Brick and Stonework Garden

Building a Paver Path

building a paver path

There are several different ways to create garden paths, but one of the most attractive is to use block pavers. Building a Paver Path is more difficult and time consuming than creating gravel or paving slab paths, but they require no specialist skills and should be possible for anyone to try.

Preparing the Path

1. Using pegs and strings, mark out the edges of your path. To keep the amount of pavers you need to cut to a minimum, try to plan the width of your path based on whole pavers. If you are laying the blocks in a brick-bond pattern, you will still need to cut some blocks, but if you plan the first row to be three full pavers you will only have to cut them for every second row.

2. Dig out the soil between the strings, removing the turf if you are building the path across a lawn, down to a depth equal to the height of the pavers you are using, plus 50mm for a bed of sand. You will now have a shallow trench where your paver path will sit. To keep the edges of the trench from crumbling and being worn away, put pressure-treated timber along the sides. This can be held in place by pegs on the inside and outside. The inside pegs can be removed as you lay the pavers.

3. Compact the soil in the trench using a spade or a rammer, and then lay down a 50mm bed of sharp sand. Use a short length of wood to smooth and level the sand out, making sure that it is at the depth required for the pavers you are using.

Cutting Pavers

block splitterDepending on the pattern you are creating, and depending how well you have planned the width of your path, you might not need to cut too many pavers to make them fit. If, however, you are using the brick-bond pattern, you will certainly need to cut a lot of pavers. In this case, hiring a Block Splitter is a very good idea.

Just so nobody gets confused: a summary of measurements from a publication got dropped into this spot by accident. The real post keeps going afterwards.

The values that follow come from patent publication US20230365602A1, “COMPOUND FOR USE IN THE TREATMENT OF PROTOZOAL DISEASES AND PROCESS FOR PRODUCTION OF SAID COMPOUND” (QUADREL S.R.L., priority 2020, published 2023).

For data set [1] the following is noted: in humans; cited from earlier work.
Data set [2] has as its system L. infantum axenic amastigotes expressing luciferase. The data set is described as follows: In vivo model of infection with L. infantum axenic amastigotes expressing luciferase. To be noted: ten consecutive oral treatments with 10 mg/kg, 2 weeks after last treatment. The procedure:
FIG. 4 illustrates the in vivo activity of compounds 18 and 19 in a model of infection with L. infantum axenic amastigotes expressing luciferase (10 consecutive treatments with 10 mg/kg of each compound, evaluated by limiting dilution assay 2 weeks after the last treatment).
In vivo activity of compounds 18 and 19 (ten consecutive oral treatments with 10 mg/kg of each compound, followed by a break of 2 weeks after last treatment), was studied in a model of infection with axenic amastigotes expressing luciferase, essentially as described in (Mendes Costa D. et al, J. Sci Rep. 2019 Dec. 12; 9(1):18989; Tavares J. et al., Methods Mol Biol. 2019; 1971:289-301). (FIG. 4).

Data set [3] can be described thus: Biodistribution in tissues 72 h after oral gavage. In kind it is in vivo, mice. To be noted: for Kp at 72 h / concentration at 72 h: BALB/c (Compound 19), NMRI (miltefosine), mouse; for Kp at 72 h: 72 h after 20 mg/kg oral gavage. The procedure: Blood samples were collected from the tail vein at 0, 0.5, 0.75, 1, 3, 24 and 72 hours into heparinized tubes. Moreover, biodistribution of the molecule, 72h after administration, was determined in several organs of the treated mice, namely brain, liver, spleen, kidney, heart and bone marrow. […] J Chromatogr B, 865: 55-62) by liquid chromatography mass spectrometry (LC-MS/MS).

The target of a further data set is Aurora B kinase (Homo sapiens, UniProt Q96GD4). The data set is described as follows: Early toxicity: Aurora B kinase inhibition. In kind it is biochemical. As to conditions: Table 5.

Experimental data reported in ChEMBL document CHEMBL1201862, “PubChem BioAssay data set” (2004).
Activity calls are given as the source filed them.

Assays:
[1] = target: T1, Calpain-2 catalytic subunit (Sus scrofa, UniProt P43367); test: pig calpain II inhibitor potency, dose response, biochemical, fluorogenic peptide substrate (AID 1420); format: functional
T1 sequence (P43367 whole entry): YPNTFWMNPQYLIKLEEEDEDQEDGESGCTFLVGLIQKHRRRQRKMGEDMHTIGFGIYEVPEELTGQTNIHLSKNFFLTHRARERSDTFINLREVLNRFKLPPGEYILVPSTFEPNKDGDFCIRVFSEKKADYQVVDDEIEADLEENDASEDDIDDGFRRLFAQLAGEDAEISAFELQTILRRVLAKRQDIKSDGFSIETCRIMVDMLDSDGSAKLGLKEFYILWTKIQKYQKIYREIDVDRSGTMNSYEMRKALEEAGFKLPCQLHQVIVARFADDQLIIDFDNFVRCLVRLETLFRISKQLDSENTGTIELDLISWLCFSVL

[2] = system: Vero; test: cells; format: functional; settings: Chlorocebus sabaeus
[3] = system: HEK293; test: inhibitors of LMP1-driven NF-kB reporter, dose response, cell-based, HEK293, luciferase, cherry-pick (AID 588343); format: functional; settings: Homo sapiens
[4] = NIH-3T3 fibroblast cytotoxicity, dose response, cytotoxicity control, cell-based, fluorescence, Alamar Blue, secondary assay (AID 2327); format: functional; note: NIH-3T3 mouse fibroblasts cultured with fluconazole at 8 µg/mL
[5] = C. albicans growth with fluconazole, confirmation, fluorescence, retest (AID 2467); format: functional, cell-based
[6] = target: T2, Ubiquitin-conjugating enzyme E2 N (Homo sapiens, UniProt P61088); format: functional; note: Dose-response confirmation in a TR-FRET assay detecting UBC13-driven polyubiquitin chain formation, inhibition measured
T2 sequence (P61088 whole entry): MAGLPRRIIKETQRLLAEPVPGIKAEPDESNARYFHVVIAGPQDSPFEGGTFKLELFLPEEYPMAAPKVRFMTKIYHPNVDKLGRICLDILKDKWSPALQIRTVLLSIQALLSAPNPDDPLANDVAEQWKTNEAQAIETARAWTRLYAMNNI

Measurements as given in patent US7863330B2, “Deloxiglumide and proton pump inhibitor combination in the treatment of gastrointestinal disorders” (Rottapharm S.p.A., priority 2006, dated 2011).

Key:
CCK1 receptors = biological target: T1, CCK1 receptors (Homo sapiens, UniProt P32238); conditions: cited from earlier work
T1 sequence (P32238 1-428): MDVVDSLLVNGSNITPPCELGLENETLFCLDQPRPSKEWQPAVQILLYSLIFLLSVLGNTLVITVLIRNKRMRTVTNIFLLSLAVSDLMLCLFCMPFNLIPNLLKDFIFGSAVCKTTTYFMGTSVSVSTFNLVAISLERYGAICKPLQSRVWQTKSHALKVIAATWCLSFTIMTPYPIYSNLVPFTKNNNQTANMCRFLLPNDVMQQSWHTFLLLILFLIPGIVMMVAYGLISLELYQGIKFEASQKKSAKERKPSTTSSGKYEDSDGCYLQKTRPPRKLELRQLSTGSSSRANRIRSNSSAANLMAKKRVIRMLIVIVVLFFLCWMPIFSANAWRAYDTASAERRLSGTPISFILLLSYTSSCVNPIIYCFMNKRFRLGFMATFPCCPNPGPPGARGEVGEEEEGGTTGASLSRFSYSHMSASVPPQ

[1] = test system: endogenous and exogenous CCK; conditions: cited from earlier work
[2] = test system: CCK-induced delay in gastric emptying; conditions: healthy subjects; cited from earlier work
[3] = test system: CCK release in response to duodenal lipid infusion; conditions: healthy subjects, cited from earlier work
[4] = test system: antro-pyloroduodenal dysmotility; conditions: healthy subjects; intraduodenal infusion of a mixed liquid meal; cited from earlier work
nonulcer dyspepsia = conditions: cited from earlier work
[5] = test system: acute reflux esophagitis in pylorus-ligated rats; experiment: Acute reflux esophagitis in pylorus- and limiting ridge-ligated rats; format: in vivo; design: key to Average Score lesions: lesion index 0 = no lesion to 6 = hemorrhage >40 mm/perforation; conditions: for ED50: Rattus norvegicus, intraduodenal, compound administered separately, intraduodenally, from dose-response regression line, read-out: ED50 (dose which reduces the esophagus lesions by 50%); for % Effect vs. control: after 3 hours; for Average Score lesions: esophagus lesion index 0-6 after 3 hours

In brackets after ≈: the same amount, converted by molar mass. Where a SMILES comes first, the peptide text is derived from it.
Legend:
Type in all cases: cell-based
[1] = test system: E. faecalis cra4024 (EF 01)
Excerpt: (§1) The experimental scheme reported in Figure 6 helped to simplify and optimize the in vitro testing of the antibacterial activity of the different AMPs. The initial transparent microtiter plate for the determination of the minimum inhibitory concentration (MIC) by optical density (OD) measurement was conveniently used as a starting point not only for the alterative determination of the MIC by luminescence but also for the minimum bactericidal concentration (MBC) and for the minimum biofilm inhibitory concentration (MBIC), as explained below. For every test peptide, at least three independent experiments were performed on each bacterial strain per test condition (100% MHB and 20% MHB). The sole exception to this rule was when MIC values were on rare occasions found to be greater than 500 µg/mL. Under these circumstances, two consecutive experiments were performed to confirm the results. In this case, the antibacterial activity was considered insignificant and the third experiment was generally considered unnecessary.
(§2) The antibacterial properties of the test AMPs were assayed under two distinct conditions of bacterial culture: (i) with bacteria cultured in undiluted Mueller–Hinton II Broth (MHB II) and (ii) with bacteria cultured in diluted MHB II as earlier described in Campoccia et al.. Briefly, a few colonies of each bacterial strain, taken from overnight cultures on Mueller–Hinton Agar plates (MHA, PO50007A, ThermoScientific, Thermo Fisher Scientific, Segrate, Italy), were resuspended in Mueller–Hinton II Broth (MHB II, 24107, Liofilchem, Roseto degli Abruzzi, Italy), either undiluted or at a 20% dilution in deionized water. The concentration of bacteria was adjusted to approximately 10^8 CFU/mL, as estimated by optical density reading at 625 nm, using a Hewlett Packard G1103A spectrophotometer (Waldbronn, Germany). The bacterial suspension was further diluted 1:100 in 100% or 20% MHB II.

To cut pavers with a Block Splitter, mark the block where you want to cut and place the paver between the jaws of the splitter. Line the cutting blade up with the mark on the block and then lower the handle of the splitter smoothly to break the paver in two.

If you want to cut the blocks manually, you can read our guide to cutting bricks and blocks here.

Laying the Paver Path

Start to lay the blocks in whichever pattern you have chosen. Make sure that the blocks are sitting firmly in the sand and that they butt up against each other. You don’t need or want to leave gaps between the blocks or they will be loose. Use a rubber mallet to tap the blocks down into the sand so that they sit level with the edging and each other.

As you finish each row or block of pavers, use a spirit level to make sure they are level. If any of the pavers are uneven, lift them out and level the sand beneath them. Once you have finished the whole path, finish it by spreading kiln-dried sand over the top and using a hired compactor to make sure the blocks are bedded down properly. If you don’t want to hire a compactor, simply spread sand over the path and brush it into the surface. Let the pavers settle for a few days and then repeat the process of brushing the sand over the top to fill any new gaps created as the sand settles.

Paver Path Patterns

paver-patternsThere are lots of different patterns you can use when laying block pavers, from the simple to the very complicated. The most common patterns used are the Stack Bond, Brick Bond, Herringbone and Basketweave patterns shown here.